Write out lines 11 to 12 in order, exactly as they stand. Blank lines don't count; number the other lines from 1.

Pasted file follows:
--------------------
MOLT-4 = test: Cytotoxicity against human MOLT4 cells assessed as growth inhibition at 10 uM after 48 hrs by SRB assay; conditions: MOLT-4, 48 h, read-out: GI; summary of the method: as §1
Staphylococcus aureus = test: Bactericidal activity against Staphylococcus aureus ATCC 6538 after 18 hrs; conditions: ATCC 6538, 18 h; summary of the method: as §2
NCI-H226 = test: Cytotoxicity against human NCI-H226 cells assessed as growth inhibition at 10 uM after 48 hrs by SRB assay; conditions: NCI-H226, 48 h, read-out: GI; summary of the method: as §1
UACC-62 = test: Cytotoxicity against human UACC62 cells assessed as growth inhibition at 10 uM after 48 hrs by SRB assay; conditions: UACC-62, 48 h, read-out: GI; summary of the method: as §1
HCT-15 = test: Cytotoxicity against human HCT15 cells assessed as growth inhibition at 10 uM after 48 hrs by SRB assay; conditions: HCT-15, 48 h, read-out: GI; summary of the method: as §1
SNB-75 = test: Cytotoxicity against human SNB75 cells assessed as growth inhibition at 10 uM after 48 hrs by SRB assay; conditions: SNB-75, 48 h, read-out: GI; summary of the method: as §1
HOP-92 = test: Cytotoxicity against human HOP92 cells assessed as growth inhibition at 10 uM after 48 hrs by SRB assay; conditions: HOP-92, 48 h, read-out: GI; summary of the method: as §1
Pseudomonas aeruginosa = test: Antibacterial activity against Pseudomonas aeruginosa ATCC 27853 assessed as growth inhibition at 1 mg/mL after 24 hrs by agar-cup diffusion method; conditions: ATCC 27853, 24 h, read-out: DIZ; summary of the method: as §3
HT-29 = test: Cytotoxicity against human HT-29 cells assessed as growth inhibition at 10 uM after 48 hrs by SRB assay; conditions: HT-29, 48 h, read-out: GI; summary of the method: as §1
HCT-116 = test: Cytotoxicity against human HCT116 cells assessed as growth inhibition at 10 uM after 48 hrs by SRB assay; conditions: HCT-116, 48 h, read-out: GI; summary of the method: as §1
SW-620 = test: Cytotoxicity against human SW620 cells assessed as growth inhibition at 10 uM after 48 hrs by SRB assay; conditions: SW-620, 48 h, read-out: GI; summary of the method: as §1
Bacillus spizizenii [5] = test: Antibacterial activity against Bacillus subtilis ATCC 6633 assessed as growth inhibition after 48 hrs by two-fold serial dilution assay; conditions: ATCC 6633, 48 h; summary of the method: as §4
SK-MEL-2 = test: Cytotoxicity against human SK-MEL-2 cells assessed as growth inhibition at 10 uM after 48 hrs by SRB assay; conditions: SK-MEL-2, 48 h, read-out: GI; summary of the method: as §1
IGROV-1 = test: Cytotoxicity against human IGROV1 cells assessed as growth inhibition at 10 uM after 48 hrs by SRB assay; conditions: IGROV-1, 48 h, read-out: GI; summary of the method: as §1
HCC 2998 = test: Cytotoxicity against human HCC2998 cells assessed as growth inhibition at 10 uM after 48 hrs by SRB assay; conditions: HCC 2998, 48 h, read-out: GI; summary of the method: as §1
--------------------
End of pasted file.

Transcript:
SW-620 = test: Cytotoxicity against human SW620 cells assessed as growth inhibition at 10 uM after 48 hrs by SRB assay; conditions: SW-620, 48 h, read-out: GI; summary of the method: as §1
Bacillus spizizenii [5] = test: Antibacterial activity against Bacillus subtilis ATCC 6633 assessed as growth inhibition after 48 hrs by two-fold serial dilution assay; conditions: ATCC 6633, 48 h; summary of the method: as §4